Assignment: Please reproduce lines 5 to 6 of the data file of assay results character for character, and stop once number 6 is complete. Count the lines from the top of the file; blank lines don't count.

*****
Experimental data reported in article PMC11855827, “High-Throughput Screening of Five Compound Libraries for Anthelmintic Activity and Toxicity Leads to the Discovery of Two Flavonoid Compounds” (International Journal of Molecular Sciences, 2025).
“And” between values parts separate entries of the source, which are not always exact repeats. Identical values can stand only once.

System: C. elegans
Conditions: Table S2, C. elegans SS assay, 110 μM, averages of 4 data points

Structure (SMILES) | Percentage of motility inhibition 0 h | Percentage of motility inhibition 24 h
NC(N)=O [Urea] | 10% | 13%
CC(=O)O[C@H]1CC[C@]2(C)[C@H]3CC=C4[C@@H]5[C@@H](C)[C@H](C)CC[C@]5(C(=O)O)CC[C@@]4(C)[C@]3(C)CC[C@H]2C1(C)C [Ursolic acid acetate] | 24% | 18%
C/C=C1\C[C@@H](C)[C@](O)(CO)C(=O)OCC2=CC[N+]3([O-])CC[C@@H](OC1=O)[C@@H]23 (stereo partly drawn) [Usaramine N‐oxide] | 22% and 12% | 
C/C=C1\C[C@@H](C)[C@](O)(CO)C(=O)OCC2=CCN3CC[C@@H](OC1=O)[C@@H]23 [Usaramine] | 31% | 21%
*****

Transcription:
Structure (SMILES) | Percentage of motility inhibition 0 h | Percentage of motility inhibition 24 h
NC(N)=O [Urea] | 10% | 13%